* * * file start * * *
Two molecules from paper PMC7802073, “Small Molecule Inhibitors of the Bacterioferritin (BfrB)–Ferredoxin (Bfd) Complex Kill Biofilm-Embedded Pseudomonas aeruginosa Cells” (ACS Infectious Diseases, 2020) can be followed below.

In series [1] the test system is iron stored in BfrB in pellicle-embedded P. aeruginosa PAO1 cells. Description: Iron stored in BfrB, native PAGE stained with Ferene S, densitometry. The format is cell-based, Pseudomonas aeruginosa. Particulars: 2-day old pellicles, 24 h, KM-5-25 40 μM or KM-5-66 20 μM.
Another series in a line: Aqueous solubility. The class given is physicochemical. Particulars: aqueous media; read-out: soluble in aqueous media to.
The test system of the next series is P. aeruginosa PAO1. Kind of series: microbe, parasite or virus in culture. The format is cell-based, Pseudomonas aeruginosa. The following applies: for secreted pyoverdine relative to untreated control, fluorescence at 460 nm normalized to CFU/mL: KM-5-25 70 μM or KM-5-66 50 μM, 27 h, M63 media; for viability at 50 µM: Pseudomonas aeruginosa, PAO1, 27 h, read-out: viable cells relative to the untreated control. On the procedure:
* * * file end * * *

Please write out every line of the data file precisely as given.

Two molecules from paper PMC7802073, “Small Molecule Inhibitors of the Bacterioferritin (BfrB)–Ferredoxin (Bfd) Complex Kill Biofilm-Embedded Pseudomonas aeruginosa Cells” (ACS Infectious Diseases, 2020) can be followed below.

In series [1] the test system is iron stored in BfrB in pellicle-embedded P. aeruginosa PAO1 cells. Description: Iron stored in BfrB, native PAGE stained with Ferene S, densitometry. The format is cell-based, Pseudomonas aeruginosa. Particulars: 2-day old pellicles, 24 h, KM-5-25 40 μM or KM-5-66 20 μM.
Another series in a line: Aqueous solubility. The class given is physicochemical. Particulars: aqueous media; read-out: soluble in aqueous media to.
The test system of the next series is P. aeruginosa PAO1. Kind of series: microbe, parasite or virus in culture. The format is cell-based, Pseudomonas aeruginosa. The following applies: for secreted pyoverdine relative to untreated control, fluorescence at 460 nm normalized to CFU/mL: KM-5-25 70 μM or KM-5-66 50 μM, 27 h, M63 media; for viability at 50 µM: Pseudomonas aeruginosa, PAO1, 27 h, read-out: viable cells relative to the untreated control. On the procedure: